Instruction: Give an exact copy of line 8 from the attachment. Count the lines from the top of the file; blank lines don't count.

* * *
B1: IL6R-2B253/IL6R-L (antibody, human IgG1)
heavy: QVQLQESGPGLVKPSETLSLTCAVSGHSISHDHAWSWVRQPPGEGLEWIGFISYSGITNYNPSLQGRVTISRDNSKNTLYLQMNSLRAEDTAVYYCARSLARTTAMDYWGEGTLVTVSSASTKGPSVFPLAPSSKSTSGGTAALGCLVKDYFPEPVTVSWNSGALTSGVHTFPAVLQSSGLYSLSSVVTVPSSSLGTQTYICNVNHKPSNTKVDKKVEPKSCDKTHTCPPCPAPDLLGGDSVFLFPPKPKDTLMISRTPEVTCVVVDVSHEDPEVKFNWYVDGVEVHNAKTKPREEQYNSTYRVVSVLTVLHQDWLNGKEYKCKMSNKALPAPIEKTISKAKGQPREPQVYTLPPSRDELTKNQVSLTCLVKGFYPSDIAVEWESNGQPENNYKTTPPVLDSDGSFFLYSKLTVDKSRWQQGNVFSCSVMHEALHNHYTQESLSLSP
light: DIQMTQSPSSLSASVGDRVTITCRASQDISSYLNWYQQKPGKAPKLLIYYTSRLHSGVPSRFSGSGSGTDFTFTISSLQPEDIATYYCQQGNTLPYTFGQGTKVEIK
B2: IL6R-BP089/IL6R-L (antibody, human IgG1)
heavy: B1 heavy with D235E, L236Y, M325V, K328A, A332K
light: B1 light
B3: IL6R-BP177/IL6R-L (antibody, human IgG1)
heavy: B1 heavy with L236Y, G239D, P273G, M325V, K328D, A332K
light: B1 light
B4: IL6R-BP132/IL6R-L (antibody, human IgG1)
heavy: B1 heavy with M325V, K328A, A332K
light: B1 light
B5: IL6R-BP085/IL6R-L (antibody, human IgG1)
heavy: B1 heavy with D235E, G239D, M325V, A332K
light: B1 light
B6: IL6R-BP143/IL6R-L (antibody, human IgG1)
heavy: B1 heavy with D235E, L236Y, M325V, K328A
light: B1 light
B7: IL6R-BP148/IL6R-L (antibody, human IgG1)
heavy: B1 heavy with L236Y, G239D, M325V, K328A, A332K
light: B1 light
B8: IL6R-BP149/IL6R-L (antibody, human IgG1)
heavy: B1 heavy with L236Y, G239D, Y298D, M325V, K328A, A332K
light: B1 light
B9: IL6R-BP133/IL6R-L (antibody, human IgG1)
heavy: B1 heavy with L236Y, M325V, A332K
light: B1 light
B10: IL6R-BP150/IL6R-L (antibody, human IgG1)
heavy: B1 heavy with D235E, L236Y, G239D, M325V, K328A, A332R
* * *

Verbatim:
heavy: B1 heavy with L236Y, G239D, P273G, M325V, K328D, A332K